Alfarroba or Carob known in Portugal as Algarve's black gold is a fruit from a Mediterranean tree. It has a dark brown color and a sweet taste, in fact is one of the world's great natural sweeteners. It comes from a long-lived evergreen tree bearing large leathery pods and seeds which are as much as 50 per cent sugar.
The pulp is transformed in a powder, after being toasted and crushed, becoming an excellent replacement for cocoa. However, this powder is a lot healthier than the cocoa, as it doesn't have any stimulants like caffeine or theobromine, has a low glycemic índex and is glúten free.
1. It's delicious, it tastes like cocoa and smells even better
2. Is healthier than chocolate and almost as versatile as chocolate
3. It can ease stomach issues
4. It can help lower your cholesterol and reduce the risk of heart disease due to its polyphenols that are antioxidants
5. It’s safe for cooking and eating, approved by the Food and Drug Administration (FDA).
It was during the Arab occupation of what would later become the portuguese territory that the carob tree (Alfarroba tree) was taken and planted. Later it would reach all the rest of the Mediterranean Europe. Its fruit was of great value to the Arab and Roman culture, the constant weight of its seeds was used as a trade reference to even diamonds weight. They used carob seeds to measure gems because of their consistent size. This is where we get the term “carat” from.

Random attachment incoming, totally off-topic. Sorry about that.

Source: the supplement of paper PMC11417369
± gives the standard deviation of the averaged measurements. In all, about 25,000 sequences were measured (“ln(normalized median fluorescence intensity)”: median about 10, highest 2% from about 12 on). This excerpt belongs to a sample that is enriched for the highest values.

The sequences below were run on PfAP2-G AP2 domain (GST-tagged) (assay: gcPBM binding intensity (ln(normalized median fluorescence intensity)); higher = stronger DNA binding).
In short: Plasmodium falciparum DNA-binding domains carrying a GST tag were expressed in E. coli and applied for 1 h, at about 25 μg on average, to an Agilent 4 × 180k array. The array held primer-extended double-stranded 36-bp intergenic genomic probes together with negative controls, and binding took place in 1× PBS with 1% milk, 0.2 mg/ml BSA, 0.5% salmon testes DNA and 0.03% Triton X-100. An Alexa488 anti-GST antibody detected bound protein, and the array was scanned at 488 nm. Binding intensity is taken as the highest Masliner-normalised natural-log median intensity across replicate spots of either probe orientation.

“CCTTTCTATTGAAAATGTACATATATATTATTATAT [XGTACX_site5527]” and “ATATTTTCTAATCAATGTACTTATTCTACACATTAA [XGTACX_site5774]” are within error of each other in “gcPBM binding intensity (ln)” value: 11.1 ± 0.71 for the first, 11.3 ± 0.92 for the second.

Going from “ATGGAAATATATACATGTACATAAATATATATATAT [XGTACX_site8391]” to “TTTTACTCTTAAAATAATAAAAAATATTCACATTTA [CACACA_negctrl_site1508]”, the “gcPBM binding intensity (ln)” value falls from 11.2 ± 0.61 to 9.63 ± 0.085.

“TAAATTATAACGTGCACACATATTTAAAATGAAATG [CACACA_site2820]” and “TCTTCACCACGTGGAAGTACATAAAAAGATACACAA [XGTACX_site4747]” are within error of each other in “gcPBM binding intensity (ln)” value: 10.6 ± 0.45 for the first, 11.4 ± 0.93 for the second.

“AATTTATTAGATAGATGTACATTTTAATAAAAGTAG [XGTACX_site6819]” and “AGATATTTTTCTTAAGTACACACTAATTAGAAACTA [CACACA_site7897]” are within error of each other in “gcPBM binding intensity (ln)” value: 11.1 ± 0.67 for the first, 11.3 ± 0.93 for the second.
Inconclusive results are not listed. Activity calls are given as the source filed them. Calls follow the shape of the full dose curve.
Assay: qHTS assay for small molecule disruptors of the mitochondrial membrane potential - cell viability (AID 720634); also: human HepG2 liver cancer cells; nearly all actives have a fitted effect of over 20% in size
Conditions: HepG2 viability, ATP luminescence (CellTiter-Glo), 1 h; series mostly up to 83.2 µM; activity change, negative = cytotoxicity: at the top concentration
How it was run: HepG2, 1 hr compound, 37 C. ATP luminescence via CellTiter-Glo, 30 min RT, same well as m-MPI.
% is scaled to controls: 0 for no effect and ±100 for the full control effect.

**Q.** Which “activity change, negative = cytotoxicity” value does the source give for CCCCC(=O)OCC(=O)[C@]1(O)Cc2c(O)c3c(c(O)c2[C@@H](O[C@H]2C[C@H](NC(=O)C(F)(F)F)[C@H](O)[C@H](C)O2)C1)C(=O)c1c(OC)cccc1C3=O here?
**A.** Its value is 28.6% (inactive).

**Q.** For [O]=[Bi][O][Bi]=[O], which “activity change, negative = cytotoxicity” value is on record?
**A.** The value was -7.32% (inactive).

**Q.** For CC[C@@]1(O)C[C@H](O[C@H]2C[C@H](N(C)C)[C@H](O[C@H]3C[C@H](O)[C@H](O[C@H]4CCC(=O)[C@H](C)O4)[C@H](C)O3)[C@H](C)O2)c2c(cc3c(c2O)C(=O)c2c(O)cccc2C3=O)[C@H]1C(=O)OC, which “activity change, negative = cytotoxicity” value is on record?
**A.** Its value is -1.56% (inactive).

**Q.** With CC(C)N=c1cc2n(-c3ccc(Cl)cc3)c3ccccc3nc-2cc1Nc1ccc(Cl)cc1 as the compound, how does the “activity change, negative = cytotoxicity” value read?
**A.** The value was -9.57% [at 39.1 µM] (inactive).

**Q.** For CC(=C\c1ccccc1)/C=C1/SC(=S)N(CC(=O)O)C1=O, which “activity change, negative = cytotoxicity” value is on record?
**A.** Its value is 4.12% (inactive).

Portugal is one of the largest producers of Carob in the world, with an annual production of 40 tons, mainly from Algarve.
Alfarroba has been a subject of study and investigation due to its important properties. Carob is used for the cosmetic, pharmaceutical and food (human and animal) industries, even used for biofuel. Experts say that it has unlimited applications and will be really quite a fine industry in the next 20 years.
A great example is the "Alfa Value" project, developed by the portuguese company "industrial Farense", awarded with the Green project Awards in the Research and Development category, for the study on reducing cholesterol and cancer through the use of carob pulp.